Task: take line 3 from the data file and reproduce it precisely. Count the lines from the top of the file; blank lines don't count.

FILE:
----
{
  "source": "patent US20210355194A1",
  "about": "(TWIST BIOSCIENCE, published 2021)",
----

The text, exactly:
  "about": "(TWIST BIOSCIENCE, published 2021)",